Chain of Circumstances, a modular work for solo pianist and solo dancer, explores aspects of recombinance, modularity, and non-linear musical structures. In this regard, the work is conceived as a series of disparate, distinctive, and relatively static musical states that provides an ever-changing sonic canvas, which the pianist(s) may alter at will. In performances that include solo dancer and/or electronics, the result is a kind of dynamic and unpredictable “feedback loop” between the various elements; this fixed video realization of the work was created specifically for the type of remote concert experience that has become common (and necessary) during the current pandemic. Chain of Circumstances was supported by a grant from Texas Woman’s University, and composed in February–March 2020 for pianist Richard Shuster and dancer/choreographer Jordan Fuchs.

Joseph Klein – Director, Composer, Audio/Video Editing & Producer; Richard Shuster – Pianist; Jordan Fuchs – Dancer & Choreographer; Dayna Ballenger – Lighting Designer (dance); Danielle Willis – Camera Operator (dance)

In the midst of the pandemic, Sonic Murals highlighted the strength and creativity of the greater Denton Arts community. A joint venture between iARTA and CEMI, Sonic Murals solicited music, sound art, new media, performance, and digital art for remote presentation, streamed simultaneously on Twitch and YouTube. The festival’s five concerts included 53 pieces of art, music, and media by Denton artists and musicians as well as UNT students, faculty, and alumni. The streams were simultaneously presented at three sites, in the UNT College of Music Courtyard, as an installation projected onto the side of the College of Music just outside the Merrill Ellis Intermedia Theatre, and in the College of Visual Art and Design. 

While social distancing and measures designed to prevent the spread of COVID-19 have disrupted the traditional paradigm for the presentation of concerts at the College of Music, endeavors like Sonic Murals strive to maintain and strengthen the connection between artists in the community, giving them a platform to share and promote their work. Streaming platforms like Twitch and YouTube also allow users to comment on the pieces as they are being presented, allowing for participants to connect to one another as their art unfolds. This allows for a new kind of connection between creators in the community, giving them a sense of participation in the presentation and facilitating the free exchange of ideas.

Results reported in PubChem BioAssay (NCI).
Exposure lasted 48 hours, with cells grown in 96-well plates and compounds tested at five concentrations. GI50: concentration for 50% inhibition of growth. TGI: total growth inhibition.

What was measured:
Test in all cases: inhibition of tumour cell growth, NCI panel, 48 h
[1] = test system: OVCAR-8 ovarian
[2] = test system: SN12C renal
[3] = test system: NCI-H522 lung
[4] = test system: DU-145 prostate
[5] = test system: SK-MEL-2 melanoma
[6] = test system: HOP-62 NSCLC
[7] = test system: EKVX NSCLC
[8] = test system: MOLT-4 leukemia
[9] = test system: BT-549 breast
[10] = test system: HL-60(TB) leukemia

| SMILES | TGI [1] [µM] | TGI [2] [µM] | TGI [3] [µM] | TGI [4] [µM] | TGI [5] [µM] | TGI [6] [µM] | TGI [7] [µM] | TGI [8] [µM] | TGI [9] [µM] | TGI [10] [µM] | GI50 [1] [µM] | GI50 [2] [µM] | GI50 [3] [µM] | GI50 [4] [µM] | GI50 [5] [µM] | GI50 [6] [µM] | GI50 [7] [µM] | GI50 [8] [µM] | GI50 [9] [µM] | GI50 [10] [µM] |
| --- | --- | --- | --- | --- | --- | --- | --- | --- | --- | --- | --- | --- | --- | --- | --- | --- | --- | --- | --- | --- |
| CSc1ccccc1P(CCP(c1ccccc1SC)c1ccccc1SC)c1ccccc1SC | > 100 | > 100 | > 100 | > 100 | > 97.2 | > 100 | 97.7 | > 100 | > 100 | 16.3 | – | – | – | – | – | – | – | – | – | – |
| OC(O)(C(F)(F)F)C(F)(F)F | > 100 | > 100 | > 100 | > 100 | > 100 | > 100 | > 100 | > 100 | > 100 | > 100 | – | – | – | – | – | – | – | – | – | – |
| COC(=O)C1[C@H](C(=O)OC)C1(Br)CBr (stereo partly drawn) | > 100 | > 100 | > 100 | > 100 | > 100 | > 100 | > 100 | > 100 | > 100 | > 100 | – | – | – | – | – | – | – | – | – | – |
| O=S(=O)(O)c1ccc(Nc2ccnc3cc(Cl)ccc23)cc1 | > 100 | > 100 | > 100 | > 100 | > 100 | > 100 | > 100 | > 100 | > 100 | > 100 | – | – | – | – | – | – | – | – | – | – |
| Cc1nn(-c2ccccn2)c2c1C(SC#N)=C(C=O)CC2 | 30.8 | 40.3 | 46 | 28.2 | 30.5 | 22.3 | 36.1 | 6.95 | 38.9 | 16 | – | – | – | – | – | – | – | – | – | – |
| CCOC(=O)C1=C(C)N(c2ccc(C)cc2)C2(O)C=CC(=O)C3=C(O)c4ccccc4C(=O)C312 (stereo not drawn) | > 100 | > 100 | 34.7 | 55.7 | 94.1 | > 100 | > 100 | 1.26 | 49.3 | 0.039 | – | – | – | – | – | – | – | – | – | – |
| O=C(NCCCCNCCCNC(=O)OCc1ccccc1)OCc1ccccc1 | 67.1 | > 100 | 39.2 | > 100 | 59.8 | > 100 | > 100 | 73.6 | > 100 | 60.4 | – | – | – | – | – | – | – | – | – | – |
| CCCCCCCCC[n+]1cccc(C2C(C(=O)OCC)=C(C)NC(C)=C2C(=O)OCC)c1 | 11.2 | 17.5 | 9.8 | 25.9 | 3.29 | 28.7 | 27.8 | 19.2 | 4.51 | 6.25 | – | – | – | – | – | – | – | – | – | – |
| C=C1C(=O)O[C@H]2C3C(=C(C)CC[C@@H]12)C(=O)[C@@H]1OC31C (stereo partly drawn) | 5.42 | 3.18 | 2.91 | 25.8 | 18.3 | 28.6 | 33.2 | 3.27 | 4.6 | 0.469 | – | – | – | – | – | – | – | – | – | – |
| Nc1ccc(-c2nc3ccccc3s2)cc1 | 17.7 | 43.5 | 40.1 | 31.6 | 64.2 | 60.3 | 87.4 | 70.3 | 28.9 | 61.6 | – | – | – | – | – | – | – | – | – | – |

Though we have been faced with challenges in 2020, organizations such as iARTA and CEMI continue to strive to present new avenues for students, faculty, and community members to present their work and engage in the thriving community of artists and creative thinkers in Denton.

 

Dr. Marco Buongiorno Nardelli, Distinguished Research Professor of Physics and Composition at UNT, has a dynamic approach to music that is driven by his understanding of science and data and the ways that numbers can both describe the ways that we perceive music and give root to new practices for the creation of new music. He seeks data from sources such as cosmic rays to discover novel materials that he can shape into meaningful musical experiences. Much as a sculptor would fashion complex forms from marble, clay, or metal, Dr. Buongiorno Nardelli sculpts music from numbers. 

This entire praxis, “data as music, music as data” as he describes it, reflects his stature as a physicist and researcher studying theoretical and computational materials physics. In fact, Dr. Buongiorno Nardelli sees his work in physics and music as two natural extensions of his practices as a creative thinker. “At the core, I am doing the same thing; the tools that I use to achieve the end-goals are different, of course, but the conceptual framework is very similar. These two things talk to each other at a very deep level.” 

His interest in the deep connections between data and music have led to the creation of musicntwrk, “a python library for the pitch class set and rhythmic sequences classification and manipulation, the generation of networks in generalized music and sound spaces, deep learning algorithms for timbre recognition, and the sonification of arbitrary data.” These networks can represent and describe different musical spaces enabling the network to represent the distributions of musical languages as disparate as 18th century Classical Harmony and 12-tone music of the 20th and 21st century as emerging property of the network itself. These networks seek to encapsulate the ways that we perceive music and provide context for the complex structures that define our understanding of music. 

Among Dr. Buongiorno Nardelli most recent compositions is The Messengers; a CosmOpera for voices and fixed media (single channel video, two-channel audio), Plexiglas and cosmic rays. This miniature opera is a collaboration with librettist Ken Eklund that blends live performers, electronic sounds, video, and cosmic ray detection to creative a narrative installation that explores the notion of voicemails traveling through space and time from the future to communicate with the present. The installation is interactive, using sensors to allow the audience to shape the visual and sonic world of the piece as they experience it. 

Dr. Marco Buongiorno Nardelli is a University Distinguished Research Professor at the University of North Texas, a composer, flutist, a computational materials physicist, and a member of CEMI, The Center for Experimental Music and Intermedia, and of iARTA, the Initiative for Advanced Research in Technology and the Arts. He is a Fellow of the American Physical Society and of the Institute of Physics, and a Parma Recordings artist. 

You can learn more about Dr. Buongiorno Nardelli's artistic and scientific endeavours by visiting www.materialssoundmusic.com, www.musicntwrk.com and ermes.unt.edu

November 06, 2020